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CHGS guides and mentors undergraduate and graduate students by organizing courses and workshops, offering grants and fellowships and providing unique opportunities for interaction with leading experts in the field. To find out more click here.(Continue Reading)
CHGS supports educators through interactive workshops and institutes, facilitated by leading experts of Holocaust and genocide education. CHGS's website offers a myriad of resources for teaching age appropriate lessons about the Holocaust and genocide. To learn more click here.(Continue Reading)
Please join us for Andrea Sinn's talk "Despite The Holocaust: Rebuilding Jewish Life In Germany After 1945."
She will discuss the experiences of Jewish communities in postwar Germany and the process of redefining Jewish existence in "the land of the perpetrators." The competing and conflicting German, Jewish, and international conceptions of Jewish life in Germany that were voiced during the early postwar years play an important role in understanding the development of individual Jewish communities in the Federal Republic and the position that German-Jewish organizations occupy within Germany and the Jewish community in Europe today.
Despite The Holocaust: Rebuilding Jewish Life In Germany After 1945
Wednesday, March 25 at 5:00 pm
135 Nicholson Hall
Andrea Sinn is the DAAD Professor of German & History at the University of California at Berkeley. Her research and teaching focus on modern European history especially German, Jewish, and migration history. She has published widely on German-Jewish experiences during the Nazi-Dictatorship, personal and collective challenges of exile and return, as well as the rebuilding of Jewish life in the Federal Republic of Germany.
Department of German, Scandinavian & Dutch
Center for Jewish Studies
Center for German & European Studies
This year marks the 70th anniversary of the liquidation of the Litzmannstadt (i.e. Łódź) Ghetto, the second-largest ghetto (after the Warsaw Ghetto) established for Jews and Romani in German-occupied Poland. The Marek Edelman Dialogue Center will be hosting a commemoration of the ghetto's liquidation from August 28 - 31, 2014 in and near Łódź, Poland.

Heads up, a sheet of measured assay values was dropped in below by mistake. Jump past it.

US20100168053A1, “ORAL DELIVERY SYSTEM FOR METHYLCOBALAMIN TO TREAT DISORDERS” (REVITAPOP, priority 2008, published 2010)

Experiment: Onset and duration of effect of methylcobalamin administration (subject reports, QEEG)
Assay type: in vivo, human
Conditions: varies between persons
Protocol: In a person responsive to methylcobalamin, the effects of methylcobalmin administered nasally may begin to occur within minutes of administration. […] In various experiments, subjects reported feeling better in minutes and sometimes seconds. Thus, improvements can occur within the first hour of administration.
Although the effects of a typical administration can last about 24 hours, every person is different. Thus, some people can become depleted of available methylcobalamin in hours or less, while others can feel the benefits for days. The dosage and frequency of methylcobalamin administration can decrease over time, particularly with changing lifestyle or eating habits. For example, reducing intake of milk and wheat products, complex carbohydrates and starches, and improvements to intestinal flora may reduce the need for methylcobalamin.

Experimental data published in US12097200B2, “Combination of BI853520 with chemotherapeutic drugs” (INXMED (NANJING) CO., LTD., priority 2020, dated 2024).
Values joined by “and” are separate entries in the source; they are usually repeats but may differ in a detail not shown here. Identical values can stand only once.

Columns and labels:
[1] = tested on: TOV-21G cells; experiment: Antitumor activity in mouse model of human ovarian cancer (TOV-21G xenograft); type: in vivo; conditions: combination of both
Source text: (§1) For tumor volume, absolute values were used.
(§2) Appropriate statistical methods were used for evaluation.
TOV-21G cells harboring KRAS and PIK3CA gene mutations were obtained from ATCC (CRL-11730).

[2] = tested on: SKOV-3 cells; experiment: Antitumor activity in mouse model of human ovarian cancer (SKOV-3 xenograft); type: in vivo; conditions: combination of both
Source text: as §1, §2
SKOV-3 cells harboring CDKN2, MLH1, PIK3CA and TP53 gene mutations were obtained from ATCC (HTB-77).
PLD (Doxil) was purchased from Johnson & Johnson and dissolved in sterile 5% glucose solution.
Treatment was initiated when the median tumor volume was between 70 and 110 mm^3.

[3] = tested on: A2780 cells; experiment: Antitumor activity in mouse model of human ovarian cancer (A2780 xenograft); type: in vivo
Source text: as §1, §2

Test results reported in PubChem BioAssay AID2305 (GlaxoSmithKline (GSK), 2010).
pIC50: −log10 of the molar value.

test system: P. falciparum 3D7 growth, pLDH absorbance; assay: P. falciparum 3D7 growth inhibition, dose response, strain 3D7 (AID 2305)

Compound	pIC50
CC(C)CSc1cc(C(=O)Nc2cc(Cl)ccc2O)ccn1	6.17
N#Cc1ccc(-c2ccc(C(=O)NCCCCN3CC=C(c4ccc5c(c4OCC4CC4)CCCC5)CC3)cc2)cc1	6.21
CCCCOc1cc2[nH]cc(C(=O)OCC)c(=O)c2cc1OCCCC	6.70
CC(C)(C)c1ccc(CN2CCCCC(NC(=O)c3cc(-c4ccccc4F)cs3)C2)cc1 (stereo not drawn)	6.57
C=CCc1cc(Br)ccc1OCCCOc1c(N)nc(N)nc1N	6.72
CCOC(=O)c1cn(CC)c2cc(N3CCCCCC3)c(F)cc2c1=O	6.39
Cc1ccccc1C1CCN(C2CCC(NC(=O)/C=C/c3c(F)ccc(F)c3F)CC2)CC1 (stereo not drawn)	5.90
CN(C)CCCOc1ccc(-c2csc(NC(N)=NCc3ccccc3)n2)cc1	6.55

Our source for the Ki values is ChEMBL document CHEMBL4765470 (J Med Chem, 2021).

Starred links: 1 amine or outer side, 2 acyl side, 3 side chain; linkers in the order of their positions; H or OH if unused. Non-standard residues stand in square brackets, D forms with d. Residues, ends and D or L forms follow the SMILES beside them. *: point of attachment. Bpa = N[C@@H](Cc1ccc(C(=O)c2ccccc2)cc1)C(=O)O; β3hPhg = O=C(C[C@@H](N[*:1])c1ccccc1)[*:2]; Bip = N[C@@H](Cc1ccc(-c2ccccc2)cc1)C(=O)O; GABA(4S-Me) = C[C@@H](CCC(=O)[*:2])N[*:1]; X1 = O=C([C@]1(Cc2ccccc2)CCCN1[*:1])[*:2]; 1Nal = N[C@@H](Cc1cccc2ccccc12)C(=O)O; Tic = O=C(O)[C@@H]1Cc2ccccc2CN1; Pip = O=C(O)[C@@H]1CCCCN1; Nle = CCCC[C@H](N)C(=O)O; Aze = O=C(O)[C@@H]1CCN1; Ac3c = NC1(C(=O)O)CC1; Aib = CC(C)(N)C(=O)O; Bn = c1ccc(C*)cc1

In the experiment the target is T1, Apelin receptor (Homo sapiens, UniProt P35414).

A total of 204,000 Jews passed through the Litzmannstadt Ghetto. Despite reverses in the war, the Germans persisted in liquidating the ghetto and were able to transport the remaining population to Auschwitz and Chełmno extermination camps, where most died. It was the last ghetto in Poland to be liquidated. It is believed that the last transport took place on August 29, 1944.(Continue Reading)
The USC Shoah Foundation Center for Advanced Genocide Research (CAGR) has invited senior scholars to apply for its 2014-2015 Center Research Fellow. Applications will be accepted from now until July 14, 2014.
The fellowship provides $30,000 support and will be awarded to an outstanding candidate from any discipline who will advance genocide research through the use of the Visual History Archive (VHA) of the USC Shoah Foundation and other USC resources. The incumbent will spend one semester in residence at the CAGR during the 2014-2015 academic year and will be expected to provide the Center with fresh research perspectives, play a role in Center activities, and to give a public talk during his or her stay.
For more information, please see the USC Shoah Foundation Call for Applications.pdf
The CAGR was launched in April 2014 and builds on the diverse and interdisciplinary genocide research programs established over the last several years at the University of Southern California to offer a unique research opportunity to students and scholars around the world.
CHGS is sad to announce the loss of friend and Holocaust survivor, Fred Baron.
Fred Baron was born in Vienna in 1924. He was 15 when the German's annexed (Anschluss) Austria in 1938. Fred's father had died while his sister was sent to England as part of the Kindertransport in 1939. Meanwhile, he and his mother sought shelter and lived in hiding. In 1941 they managed to escape to Hungary. Fred was arrested in Hungary and imprisoned for a time while his mother was sent to an interment camp. In June 1944 he was deported to Auschwitz.
After time in various labor camps, he was liberated by the British Army at Bergen-Belsen; in terrible health he was taken to Sweden for medical care. At the hospital he met his future wife Judith, who was also a Holocaust survivor, and was reunited with his sister. He resettled in Minnesota in 1947, attracted to the large Swedish population.
With Judith he raised a family, started a successful business and was a great supporter of the community. He had a kind and gentle spirit and a very optimistic outlook on life. He spoke often about his experiences and generously supported Holocaust education.
Fred died at the age of 91 on May 23, 2014. He will be sorely missed.(Continue Reading)